Drug Scavenger Hunts for Parents: ‘Mock Bedroom’ Tours Show Teen Stash Spots
Across the country, local police forces and drug-prevention organizations are unmaking beds, spreading dirty laundry on the floor and leading parents into these carefully arranged messes for a guided “scavenger hunt”—a tour of the many hiding places, from fake-bottomed soda bottles to the brims of ball caps, where their teenage sons and daughters are concealing drugs.
Welcome to the “mock bedroom,” a recent and increasingly popular innovation in the War on Drugs.
As the nation’s prescription pill-fueled heroin epidemic shows no sign of abating, mock bedrooms are appearing across the country—and are tacit encouragement for parents to engage in both snooping and snitching.
Pineapple Kush (Hybrid)
Pineapple Kush draws from old-world genetics, a dark green Indica from California. The feeling is calming and brings a centered sensation. It is good for those that prefer a mellow high instead of a heart-racing speedy sensation. The aroma and flavor is decidedly pineapple, with a subtle sweetness that lingers pleasantly on the tongue.
How to find High Quality Hash in a Marijuana Dispensary
We certainly enjoy different concentrates and learning all about them at The Weed Blog. We have posted everything from information about how to make dry ice hash to various hash and concentrate reviews like this one of Cotton Candy shatter that was processed here in Oregon. However, this ghash in marijuana dispensaries. Check out his blog for more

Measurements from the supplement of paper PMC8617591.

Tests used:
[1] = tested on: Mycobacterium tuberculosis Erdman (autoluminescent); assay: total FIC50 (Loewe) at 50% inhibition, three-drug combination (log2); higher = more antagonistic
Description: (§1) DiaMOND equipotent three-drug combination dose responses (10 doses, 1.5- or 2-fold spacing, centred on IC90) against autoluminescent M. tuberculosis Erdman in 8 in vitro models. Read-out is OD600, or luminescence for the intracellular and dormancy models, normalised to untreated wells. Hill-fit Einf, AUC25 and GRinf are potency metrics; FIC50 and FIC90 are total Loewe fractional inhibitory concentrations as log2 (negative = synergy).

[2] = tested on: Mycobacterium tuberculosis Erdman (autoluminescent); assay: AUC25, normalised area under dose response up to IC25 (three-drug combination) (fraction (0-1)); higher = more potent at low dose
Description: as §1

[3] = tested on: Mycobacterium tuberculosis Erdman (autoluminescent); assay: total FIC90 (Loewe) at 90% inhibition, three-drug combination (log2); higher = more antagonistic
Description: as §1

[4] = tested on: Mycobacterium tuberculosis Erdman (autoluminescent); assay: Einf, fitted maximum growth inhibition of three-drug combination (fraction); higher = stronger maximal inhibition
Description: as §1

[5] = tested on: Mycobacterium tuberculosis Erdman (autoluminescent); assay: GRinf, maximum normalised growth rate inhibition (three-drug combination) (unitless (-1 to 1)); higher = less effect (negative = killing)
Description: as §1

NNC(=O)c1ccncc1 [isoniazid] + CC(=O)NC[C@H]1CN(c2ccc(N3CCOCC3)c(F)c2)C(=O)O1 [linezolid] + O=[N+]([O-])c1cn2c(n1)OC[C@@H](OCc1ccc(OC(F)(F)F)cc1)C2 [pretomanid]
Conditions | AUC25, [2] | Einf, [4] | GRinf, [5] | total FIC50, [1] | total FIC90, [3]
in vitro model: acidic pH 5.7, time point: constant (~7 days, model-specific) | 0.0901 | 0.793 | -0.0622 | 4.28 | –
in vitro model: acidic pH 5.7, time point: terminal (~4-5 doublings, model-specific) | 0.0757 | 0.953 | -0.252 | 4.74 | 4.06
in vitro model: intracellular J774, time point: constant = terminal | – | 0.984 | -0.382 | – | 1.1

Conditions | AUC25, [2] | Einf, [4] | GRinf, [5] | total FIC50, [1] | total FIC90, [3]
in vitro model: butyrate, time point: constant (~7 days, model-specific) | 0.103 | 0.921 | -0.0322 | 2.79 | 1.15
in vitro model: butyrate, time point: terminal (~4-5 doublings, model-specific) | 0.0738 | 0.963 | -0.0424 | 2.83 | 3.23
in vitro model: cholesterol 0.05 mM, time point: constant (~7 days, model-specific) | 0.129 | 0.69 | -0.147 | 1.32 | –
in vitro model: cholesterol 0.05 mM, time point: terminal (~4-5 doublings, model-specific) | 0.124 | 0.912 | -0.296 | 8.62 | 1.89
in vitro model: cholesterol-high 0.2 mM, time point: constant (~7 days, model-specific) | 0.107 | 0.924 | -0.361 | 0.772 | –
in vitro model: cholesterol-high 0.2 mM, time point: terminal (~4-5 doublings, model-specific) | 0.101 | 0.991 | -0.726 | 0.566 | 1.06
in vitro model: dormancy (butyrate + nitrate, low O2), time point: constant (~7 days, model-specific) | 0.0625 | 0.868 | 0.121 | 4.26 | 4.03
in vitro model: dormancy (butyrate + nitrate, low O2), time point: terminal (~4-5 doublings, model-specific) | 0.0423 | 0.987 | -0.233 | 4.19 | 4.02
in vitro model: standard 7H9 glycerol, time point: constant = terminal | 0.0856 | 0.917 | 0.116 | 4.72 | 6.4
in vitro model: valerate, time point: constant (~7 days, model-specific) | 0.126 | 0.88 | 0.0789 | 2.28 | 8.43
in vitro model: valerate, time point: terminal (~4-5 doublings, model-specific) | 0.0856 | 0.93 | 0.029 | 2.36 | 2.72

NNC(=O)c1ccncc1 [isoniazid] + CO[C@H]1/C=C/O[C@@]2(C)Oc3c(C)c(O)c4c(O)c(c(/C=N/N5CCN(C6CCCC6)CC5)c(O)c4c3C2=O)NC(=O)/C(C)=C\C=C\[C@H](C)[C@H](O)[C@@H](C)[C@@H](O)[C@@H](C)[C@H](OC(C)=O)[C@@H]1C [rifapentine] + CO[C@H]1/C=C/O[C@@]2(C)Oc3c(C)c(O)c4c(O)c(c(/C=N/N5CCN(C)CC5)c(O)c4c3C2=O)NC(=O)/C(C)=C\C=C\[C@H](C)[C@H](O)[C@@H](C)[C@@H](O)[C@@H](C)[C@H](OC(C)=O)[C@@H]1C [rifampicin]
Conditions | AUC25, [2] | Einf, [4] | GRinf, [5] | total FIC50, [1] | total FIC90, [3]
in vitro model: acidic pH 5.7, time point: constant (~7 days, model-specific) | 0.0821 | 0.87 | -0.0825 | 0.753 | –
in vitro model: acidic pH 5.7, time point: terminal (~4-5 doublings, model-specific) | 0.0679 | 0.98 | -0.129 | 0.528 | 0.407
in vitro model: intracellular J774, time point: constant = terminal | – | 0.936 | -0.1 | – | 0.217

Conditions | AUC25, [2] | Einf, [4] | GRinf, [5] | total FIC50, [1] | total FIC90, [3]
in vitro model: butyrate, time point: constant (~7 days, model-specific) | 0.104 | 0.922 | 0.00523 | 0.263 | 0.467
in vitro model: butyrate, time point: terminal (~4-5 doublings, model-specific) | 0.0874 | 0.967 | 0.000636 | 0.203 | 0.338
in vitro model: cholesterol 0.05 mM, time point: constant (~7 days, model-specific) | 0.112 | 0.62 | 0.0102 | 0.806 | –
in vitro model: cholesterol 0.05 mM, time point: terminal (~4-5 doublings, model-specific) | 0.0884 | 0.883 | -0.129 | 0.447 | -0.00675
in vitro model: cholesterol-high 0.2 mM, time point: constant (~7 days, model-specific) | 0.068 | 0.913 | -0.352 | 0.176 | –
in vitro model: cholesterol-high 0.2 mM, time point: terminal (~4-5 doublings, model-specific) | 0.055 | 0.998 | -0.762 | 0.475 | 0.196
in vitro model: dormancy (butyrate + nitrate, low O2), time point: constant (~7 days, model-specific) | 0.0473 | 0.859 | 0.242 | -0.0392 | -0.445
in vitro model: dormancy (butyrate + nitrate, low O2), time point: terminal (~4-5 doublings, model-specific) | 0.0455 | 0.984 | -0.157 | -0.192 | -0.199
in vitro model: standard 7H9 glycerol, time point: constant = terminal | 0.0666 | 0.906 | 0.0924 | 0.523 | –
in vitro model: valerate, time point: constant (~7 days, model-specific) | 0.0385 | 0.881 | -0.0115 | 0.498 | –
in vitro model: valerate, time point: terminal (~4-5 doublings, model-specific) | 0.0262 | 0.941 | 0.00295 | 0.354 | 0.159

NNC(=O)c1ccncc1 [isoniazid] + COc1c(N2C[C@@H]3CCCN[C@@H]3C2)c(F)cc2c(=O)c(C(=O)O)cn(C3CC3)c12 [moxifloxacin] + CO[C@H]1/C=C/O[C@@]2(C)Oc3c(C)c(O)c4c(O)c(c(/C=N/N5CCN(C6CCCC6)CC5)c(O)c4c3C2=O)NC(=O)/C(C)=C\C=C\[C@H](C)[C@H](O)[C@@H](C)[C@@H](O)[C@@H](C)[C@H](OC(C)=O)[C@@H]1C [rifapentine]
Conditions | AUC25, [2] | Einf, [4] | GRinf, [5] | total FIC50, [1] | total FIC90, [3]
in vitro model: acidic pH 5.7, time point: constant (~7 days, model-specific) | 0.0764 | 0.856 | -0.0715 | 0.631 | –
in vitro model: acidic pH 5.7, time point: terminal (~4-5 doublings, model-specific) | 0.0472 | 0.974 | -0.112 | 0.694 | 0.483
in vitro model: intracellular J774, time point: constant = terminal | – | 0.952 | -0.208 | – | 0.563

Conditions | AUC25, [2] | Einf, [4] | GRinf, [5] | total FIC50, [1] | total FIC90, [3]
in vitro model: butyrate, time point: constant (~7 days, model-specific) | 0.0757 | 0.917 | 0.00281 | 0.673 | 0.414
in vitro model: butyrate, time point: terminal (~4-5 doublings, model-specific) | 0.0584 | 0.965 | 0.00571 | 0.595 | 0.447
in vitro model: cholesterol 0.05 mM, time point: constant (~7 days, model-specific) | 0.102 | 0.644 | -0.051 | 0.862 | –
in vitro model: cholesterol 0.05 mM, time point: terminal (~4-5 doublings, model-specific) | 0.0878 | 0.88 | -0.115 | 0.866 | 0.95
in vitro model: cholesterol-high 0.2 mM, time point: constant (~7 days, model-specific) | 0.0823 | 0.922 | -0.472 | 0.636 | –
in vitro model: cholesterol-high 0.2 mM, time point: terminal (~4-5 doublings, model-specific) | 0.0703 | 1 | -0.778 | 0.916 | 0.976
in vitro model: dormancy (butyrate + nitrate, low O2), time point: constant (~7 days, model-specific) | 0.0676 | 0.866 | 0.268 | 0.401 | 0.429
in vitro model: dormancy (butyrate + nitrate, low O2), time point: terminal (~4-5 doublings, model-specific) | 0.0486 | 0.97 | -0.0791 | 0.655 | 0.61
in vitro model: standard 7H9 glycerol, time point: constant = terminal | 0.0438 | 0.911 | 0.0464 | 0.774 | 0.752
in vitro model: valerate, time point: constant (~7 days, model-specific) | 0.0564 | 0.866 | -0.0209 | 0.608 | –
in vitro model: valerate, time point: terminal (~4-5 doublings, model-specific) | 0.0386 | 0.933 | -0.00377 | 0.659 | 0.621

Sour Diesel (Sativa)
Oklahoma Lawmakers Want to Make Drug Possession Felonies Again
Oklahoma has the second-highest incarceration rate in the United States. As usual, nonviolent drug offenses are a large reason why.
Turns out, voters in the deep-red, Trump-loving state are as sick of the drug war as effete coastal liberals. On Election Day, when other states were legalizing marijuana, Oklahomans overwhelmingly approved a ballot measure that reclassified nonviolent drug possession as a misdemeanor crime rather than a felony.
With 26.3 percent of the state’s prison inmates doing time for drugs, and another 23.3 percent in prison for nonviolent offenses of all kinds, Oklahoma’s drug problem was obvious, so State Question 780 was approved with 58.23 percent in support versus 41.77 percent against.
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